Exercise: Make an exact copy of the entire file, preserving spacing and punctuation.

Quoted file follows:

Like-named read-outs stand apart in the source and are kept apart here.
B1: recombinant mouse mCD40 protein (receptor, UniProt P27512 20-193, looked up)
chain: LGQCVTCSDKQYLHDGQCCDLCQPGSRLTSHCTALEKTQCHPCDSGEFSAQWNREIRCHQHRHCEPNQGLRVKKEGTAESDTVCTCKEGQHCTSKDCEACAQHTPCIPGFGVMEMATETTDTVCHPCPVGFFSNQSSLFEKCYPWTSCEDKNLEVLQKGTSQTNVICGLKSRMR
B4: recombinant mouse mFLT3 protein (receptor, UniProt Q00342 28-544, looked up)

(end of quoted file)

Like-named read-outs stand apart in the source and are kept apart here.
B1: recombinant mouse mCD40 protein (receptor, UniProt P27512 20-193, looked up)
chain: LGQCVTCSDKQYLHDGQCCDLCQPGSRLTSHCTALEKTQCHPCDSGEFSAQWNREIRCHQHRHCEPNQGLRVKKEGTAESDTVCTCKEGQHCTSKDCEACAQHTPCIPGFGVMEMATETTDTVCHPCPVGFFSNQSSLFEKCYPWTSCEDKNLEVLQKGTSQTNVICGLKSRMR
B4: recombinant mouse mFLT3 protein (receptor, UniProt Q00342 28-544, looked up)